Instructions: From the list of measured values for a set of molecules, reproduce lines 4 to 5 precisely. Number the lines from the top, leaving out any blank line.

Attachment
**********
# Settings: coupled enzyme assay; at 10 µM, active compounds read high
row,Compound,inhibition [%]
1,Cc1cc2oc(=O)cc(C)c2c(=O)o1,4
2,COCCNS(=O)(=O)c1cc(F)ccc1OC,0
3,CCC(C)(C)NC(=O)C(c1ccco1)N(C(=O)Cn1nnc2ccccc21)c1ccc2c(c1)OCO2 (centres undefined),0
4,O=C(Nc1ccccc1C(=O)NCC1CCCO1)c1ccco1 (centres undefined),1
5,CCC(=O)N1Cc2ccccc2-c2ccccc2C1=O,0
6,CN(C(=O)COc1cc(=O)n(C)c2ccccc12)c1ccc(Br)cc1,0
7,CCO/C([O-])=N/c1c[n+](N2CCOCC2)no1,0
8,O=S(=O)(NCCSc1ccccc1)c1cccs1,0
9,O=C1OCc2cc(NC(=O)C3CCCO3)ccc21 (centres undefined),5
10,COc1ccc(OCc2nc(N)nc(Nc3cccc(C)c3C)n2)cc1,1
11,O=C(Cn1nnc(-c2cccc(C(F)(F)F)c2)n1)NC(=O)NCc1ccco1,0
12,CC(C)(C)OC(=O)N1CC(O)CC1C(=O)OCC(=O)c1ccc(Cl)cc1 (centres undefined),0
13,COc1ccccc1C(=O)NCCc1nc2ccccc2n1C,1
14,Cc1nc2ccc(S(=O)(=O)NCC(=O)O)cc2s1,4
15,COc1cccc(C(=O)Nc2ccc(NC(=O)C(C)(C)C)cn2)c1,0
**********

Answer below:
2,COCCNS(=O)(=O)c1cc(F)ccc1OC,0
3,CCC(C)(C)NC(=O)C(c1ccco1)N(C(=O)Cn1nnc2ccccc21)c1ccc2c(c1)OCO2 (centres undefined),0